In a study it has been found that a herbal supplement can effectively combat cocaine addiction.
The combater is N-acetylcysteine (NAC) which is a potential agent to modulate the effects of cocaine addiction. This has been successfully tried in animal models for the treatment of heroin addiction, and possibly alcoholism.
AdvertisementNAC is available over the counter as an herbal supplement known for its antioxidant effects. Antioxidants are agents that clean up damaging free radicals in the body and are therefore thought to slow down the aging process of cells. 'Cocaine is highly addictive and can have devastating effects on the health and well being of users,' said Peter Kalivas, Ph.D., Professor and Chair of the Department of Neurosciences at the Medical University of South Carolina (MUSC). 'The discovery that a readily available herbal supplement can reduce the intense cravings associated with cocaine use is an important finding for individuals undergoing treatment for cocaine addiction. Reduced craving might help addicted individuals restrain from abusing cocaine.'
The two phase study included in the first putting conditioned rats on a regimen of cocaine to establish their addiction. The rats in the treatment group were then treated with NAC. After treatment, the cocaine-addicted rats exposed to NAC were significantly less likely to seek out cocaine than those without NAC. Those treated with NAC ceased to actively seek cocaine, but showed normal food-seeking behaviors.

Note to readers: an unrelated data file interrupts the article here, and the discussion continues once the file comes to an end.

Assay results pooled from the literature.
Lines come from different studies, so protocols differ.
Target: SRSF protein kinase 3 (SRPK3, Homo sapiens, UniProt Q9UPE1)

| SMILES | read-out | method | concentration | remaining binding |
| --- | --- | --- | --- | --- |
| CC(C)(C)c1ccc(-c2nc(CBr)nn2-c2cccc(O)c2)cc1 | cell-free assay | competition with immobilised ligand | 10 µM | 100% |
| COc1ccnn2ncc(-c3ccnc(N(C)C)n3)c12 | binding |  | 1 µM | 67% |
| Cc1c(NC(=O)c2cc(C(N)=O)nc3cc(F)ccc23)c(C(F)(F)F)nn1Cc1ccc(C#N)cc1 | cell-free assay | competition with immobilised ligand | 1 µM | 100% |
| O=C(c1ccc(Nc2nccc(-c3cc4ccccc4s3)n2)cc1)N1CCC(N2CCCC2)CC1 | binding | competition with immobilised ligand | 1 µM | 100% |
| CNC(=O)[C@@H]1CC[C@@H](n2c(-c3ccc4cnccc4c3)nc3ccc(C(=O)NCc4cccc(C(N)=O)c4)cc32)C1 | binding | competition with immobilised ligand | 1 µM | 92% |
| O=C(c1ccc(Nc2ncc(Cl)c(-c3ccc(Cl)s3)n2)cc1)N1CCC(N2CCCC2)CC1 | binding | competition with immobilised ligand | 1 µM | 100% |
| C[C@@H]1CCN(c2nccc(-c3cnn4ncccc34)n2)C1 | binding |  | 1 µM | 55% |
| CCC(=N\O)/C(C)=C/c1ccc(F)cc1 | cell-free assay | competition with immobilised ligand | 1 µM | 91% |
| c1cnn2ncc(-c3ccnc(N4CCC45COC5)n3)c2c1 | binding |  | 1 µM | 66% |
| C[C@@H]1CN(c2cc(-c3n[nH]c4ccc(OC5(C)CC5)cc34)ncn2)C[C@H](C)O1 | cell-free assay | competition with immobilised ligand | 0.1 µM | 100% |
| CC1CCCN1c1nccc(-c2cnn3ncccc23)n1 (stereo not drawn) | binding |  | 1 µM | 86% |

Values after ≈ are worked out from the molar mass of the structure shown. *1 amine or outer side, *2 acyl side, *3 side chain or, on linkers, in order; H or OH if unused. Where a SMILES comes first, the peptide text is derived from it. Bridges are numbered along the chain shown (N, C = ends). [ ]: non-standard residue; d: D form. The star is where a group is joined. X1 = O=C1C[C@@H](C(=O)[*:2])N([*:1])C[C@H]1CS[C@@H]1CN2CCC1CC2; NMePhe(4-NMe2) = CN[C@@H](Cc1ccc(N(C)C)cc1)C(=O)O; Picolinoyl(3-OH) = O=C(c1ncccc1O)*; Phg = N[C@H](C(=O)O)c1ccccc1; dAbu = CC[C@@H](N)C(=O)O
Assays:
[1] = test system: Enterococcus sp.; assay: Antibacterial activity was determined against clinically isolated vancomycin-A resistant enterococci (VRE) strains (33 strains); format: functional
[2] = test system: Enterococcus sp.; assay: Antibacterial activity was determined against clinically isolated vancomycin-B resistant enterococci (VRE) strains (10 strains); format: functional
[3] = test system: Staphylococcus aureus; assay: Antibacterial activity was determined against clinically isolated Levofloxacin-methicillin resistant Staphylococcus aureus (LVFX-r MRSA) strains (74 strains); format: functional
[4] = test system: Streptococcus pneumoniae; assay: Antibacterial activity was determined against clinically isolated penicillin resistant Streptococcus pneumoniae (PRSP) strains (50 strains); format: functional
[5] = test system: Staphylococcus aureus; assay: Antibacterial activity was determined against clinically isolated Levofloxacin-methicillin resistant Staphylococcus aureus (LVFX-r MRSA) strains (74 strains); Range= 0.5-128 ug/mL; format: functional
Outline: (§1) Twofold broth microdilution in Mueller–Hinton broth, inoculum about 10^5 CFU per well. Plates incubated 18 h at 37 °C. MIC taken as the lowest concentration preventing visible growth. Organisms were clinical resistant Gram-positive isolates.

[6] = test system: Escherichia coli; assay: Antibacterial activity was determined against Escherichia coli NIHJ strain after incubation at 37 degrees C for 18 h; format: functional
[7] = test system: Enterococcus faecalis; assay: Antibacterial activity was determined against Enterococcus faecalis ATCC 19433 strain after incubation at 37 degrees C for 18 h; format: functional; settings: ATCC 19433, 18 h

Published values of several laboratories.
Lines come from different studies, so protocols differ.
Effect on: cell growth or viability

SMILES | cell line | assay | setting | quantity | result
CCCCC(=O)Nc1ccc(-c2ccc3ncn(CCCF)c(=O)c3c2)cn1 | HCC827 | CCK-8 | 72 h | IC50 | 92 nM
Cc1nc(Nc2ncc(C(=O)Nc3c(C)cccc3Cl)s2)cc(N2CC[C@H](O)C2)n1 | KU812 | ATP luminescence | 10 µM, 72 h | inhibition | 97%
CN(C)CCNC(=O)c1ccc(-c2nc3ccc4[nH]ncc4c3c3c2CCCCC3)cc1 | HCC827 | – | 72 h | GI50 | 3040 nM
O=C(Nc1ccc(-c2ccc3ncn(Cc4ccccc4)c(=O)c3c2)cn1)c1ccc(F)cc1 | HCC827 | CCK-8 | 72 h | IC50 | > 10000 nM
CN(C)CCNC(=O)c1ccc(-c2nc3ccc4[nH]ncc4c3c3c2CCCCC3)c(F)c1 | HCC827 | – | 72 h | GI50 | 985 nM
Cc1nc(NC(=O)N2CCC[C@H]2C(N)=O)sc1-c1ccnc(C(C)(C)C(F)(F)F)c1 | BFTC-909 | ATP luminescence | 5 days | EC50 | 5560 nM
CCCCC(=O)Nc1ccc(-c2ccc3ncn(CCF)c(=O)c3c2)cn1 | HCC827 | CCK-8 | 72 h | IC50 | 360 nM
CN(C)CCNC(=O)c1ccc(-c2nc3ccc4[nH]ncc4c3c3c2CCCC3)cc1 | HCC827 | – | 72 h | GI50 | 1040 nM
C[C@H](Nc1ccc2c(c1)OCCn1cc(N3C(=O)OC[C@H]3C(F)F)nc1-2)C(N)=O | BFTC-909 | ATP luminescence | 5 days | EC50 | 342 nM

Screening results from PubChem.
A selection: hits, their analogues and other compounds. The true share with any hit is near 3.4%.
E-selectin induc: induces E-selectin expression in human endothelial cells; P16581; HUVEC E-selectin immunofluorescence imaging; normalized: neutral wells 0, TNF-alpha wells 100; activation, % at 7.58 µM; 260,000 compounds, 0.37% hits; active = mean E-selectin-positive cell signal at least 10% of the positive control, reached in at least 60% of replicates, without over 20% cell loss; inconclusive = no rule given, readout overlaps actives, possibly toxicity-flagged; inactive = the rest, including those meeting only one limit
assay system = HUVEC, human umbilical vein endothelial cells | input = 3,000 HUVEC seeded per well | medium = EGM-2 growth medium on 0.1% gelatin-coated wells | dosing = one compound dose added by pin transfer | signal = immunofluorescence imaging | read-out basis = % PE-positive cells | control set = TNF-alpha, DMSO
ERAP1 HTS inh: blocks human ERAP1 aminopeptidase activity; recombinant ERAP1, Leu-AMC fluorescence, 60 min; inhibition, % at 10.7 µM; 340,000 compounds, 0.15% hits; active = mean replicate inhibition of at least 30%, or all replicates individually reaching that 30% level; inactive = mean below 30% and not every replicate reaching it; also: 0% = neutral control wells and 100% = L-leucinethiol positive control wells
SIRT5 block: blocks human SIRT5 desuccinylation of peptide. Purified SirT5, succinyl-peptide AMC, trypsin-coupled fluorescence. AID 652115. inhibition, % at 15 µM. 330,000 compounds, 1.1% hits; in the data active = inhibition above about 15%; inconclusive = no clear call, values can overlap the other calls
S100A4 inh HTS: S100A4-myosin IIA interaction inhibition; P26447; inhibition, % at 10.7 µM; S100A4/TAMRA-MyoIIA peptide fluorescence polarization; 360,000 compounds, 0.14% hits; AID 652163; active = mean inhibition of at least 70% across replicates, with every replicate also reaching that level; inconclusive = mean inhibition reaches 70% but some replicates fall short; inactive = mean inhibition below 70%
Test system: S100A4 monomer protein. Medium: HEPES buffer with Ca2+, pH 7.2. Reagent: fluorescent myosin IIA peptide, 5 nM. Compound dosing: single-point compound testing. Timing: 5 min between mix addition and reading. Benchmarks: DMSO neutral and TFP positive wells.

What followed was the second phase where NAC treatment was investigated in a small inpatient study (n=15) involving non-treatment seeking cocaine-dependent subjects. In this phase of research, subjects were asked to look at pictures that were either neutral (e.g., trees, boats) or cocaine-related (e.g., drug paraphernalia). Those individuals treated with NAC reported less craving for cocaine and spent less time looking at the cocaine-related pictures. 'The potential to use NAC for the treatment of individuals addicted to cocaine is a major finding,' emphasized Dr. Kalivas. 'For those individuals who have the desire to end their addictive habit, a NAC supplement might help to control their cravings.'
A larger clinical trial that will follow 282 cocaine-dependent individuals has just begun in order to further understand and corroborate how NAC works in the brain to reduce cocaine craving. Dr. Kalivas stresses that while the initial findings are very promising, the widespread use of NAC in cocaine treatment is not advised until larger scale studies are complete.
This could be very useful in treatment and prevention of cocaine addiction.